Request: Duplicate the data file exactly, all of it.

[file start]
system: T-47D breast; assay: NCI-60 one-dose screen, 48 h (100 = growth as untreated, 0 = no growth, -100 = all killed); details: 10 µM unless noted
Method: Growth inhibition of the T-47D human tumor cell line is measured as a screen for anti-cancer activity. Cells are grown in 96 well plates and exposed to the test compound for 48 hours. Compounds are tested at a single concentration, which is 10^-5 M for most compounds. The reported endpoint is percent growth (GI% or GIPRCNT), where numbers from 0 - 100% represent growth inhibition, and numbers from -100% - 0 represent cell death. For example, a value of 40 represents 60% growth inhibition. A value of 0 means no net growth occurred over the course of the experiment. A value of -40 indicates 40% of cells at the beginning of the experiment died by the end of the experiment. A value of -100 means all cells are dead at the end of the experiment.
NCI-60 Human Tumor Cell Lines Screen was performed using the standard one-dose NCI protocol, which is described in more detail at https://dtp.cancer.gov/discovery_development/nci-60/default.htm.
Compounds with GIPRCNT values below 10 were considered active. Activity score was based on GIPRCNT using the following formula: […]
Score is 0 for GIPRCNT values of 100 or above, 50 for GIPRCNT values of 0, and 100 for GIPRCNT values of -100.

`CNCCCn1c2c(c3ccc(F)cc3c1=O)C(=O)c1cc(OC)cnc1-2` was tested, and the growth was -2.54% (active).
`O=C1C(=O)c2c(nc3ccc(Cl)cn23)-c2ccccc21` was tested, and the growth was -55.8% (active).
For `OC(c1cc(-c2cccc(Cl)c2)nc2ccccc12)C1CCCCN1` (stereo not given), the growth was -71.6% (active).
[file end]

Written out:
system: T-47D breast; assay: NCI-60 one-dose screen, 48 h (100 = growth as untreated, 0 = no growth, -100 = all killed); details: 10 µM unless noted
Method: Growth inhibition of the T-47D human tumor cell line is measured as a screen for anti-cancer activity. Cells are grown in 96 well plates and exposed to the test compound for 48 hours. Compounds are tested at a single concentration, which is 10^-5 M for most compounds. The reported endpoint is percent growth (GI% or GIPRCNT), where numbers from 0 - 100% represent growth inhibition, and numbers from -100% - 0 represent cell death. For example, a value of 40 represents 60% growth inhibition. A value of 0 means no net growth occurred over the course of the experiment. A value of -40 indicates 40% of cells at the beginning of the experiment died by the end of the experiment. A value of -100 means all cells are dead at the end of the experiment.
NCI-60 Human Tumor Cell Lines Screen was performed using the standard one-dose NCI protocol, which is described in more detail at https://dtp.cancer.gov/discovery_development/nci-60/default.htm.
Compounds with GIPRCNT values below 10 were considered active. Activity score was based on GIPRCNT using the following formula: […]
Score is 0 for GIPRCNT values of 100 or above, 50 for GIPRCNT values of 0, and 100 for GIPRCNT values of -100.

`CNCCCn1c2c(c3ccc(F)cc3c1=O)C(=O)c1cc(OC)cnc1-2` was tested, and the growth was -2.54% (active).
`O=C1C(=O)c2c(nc3ccc(Cl)cn23)-c2ccccc21` was tested, and the growth was -55.8% (active).
For `OC(c1cc(-c2cccc(Cl)c2)nc2ccccc12)C1CCCCN1` (stereo not given), the growth was -71.6% (active).